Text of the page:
Mum shares moving story of what happened when her 10-year-old daughter saw Christine and the Queens

A mother whose 10-year-old daughter was rejected by the “cool group” at school has shared a moving conversation sparked by the genderqueer singer, Christine and the Queens.

Constance Hall, an Australian blogger, wrote on Facebook that her daughter Billie has always been “different”. She rejected skirts and dresses at a young age and prefers to draw rather than play sports.

When Billie saw her mother watching a live performance of Christine and the Queens, she had questions.

Heloise Letissier, aka Christine and the Queens, performs during Electric Picnic Music Festival 2019 in Ireland. (Photo by Debbie Hickey/Getty)

“[She] asked if the singer was turning into a boy like the trans kid that we know,” Hall wrote. “I said ‘No, to my knowledge she’s not. She just doesn’t seem to think she needs to look the way people expect women to look.'”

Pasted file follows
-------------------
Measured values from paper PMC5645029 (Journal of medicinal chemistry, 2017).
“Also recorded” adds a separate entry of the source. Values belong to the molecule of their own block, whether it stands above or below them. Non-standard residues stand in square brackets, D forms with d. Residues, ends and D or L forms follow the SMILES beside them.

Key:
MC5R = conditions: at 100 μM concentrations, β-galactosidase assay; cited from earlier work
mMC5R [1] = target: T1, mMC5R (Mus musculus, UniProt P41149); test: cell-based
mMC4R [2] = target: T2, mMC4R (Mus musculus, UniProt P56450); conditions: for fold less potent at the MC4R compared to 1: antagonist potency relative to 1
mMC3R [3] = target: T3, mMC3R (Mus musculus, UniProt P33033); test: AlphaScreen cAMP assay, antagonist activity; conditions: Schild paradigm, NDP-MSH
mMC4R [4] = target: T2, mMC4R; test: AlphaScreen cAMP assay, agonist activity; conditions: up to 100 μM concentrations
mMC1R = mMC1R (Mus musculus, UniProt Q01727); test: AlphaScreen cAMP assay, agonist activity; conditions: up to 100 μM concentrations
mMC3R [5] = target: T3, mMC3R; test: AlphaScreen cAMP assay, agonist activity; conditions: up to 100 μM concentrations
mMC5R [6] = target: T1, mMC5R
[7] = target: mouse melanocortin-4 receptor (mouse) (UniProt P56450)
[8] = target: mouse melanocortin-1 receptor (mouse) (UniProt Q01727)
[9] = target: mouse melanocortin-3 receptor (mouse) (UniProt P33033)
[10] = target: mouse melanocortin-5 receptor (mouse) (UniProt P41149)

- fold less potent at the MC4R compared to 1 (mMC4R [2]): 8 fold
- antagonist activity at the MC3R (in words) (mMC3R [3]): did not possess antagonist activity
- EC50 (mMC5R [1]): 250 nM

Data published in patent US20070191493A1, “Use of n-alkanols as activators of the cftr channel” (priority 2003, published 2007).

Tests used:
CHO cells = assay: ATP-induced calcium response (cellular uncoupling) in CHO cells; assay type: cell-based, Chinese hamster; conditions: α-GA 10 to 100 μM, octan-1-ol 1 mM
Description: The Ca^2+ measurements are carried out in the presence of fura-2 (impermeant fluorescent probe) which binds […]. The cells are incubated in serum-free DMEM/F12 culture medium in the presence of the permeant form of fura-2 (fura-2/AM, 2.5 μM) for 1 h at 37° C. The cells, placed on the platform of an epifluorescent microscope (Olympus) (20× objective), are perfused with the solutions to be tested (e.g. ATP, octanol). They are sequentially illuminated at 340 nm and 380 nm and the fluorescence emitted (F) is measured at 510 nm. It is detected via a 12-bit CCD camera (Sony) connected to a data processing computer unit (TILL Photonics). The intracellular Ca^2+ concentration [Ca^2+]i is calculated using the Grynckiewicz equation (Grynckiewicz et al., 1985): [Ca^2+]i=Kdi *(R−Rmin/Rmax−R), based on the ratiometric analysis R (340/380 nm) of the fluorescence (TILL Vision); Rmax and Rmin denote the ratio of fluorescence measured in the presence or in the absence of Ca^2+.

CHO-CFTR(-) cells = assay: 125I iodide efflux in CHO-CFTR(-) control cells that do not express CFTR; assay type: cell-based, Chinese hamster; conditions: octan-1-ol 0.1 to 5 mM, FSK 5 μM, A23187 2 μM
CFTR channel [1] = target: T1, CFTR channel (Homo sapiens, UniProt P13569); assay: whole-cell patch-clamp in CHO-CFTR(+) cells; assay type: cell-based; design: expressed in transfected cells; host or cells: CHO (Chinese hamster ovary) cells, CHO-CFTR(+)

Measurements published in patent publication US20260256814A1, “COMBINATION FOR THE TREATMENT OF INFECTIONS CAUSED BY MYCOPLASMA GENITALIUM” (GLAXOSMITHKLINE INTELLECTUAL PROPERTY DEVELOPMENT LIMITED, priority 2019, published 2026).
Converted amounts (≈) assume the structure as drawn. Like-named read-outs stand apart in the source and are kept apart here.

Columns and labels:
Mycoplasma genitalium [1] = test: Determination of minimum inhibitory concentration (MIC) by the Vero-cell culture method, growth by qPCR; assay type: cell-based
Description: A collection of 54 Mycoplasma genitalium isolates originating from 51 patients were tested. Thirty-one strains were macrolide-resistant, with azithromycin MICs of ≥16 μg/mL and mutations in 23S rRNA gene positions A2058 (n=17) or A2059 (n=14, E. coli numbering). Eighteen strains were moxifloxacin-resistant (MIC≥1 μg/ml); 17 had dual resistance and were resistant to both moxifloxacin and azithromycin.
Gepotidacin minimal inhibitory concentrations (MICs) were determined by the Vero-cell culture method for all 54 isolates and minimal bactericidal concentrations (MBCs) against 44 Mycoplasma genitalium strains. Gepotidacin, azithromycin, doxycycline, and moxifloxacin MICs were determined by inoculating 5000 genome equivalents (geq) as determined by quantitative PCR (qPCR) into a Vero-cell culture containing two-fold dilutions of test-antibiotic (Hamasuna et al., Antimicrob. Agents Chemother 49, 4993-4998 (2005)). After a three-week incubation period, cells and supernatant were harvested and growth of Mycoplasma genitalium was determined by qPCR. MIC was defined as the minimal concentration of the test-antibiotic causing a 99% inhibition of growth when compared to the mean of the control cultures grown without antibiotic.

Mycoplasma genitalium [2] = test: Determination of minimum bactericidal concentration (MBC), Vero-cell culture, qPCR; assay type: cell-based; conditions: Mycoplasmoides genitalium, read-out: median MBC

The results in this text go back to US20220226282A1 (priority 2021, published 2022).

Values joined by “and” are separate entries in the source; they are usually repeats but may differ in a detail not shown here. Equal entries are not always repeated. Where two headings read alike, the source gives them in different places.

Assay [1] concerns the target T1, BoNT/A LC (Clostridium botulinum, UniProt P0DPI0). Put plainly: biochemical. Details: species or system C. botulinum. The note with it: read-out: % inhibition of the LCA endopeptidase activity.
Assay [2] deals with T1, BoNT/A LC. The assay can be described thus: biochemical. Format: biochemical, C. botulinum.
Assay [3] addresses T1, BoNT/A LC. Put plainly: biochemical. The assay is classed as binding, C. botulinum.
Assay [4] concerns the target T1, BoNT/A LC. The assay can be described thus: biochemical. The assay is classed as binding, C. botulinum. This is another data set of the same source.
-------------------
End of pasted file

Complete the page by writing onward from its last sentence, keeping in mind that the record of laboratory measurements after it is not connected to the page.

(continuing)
This was a revelation for the 10-year-old, who had recently been told she didn’t fit into the “cool group” because she wasn’t blonde.

“I watched my daughter in awe of this woman Chris performing on stage like a f**king boss, tiny woman, short hair, dominating the s**t out that stage,” Hall wrote.

“She asked, ‘Is she bisexual?’ I said, ‘No honey she’s pansexual which is kind of similar but she doesn’t look at gender at all, she doesn’t love someone for being a girl or a boy, just for being who they really are.'”

Billie said: “She’s so cool Mum.”

Christine and the Queens at the Christian Dior Womenswear Spring/Summer 2020 show as part of Paris Fashion Week (Stephane Cardinale/Corbis/Getty)

Her mother replied: “And you wanna know the coolest part? Everyone’s allowed to be in her cool group, as long as you aren’t an arsehole, if you just keep being your quirky and wonderful self, one day you could be as cool as Chris.

“But if you try your hardest to fit in to the exclusive groups, you might end up really boring and sad. Just stick to who you really are baby, that’s cool.”

With that, Hall’s daughter donned an oversized jumper, flicked her faded green hair out of it, looked at her mother and said: “I’m pretty cool too.”

And that’s why representation matters.